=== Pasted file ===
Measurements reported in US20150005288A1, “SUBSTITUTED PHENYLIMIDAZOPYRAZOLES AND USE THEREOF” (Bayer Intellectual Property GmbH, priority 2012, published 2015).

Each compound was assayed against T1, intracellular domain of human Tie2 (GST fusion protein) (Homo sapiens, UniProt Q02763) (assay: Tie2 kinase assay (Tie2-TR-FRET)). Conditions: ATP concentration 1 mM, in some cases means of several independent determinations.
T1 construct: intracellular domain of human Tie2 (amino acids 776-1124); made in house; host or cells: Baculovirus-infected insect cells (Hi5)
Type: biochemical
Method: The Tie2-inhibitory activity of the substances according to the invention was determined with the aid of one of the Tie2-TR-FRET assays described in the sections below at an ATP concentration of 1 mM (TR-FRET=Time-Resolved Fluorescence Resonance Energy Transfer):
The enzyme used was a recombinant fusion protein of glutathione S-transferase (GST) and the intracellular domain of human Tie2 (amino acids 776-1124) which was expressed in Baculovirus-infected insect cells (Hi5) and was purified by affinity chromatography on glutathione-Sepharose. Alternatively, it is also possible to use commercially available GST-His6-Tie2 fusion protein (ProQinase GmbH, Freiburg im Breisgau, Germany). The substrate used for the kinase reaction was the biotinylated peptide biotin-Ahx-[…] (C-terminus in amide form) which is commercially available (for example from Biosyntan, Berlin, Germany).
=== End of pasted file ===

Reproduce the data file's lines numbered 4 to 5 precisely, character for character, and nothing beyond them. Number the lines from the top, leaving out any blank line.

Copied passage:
Type: biochemical
Method: The Tie2-inhibitory activity of the substances according to the invention was determined with the aid of one of the Tie2-TR-FRET assays described in the sections below at an ATP concentration of 1 mM (TR-FRET=Time-Resolved Fluorescence Resonance Energy Transfer):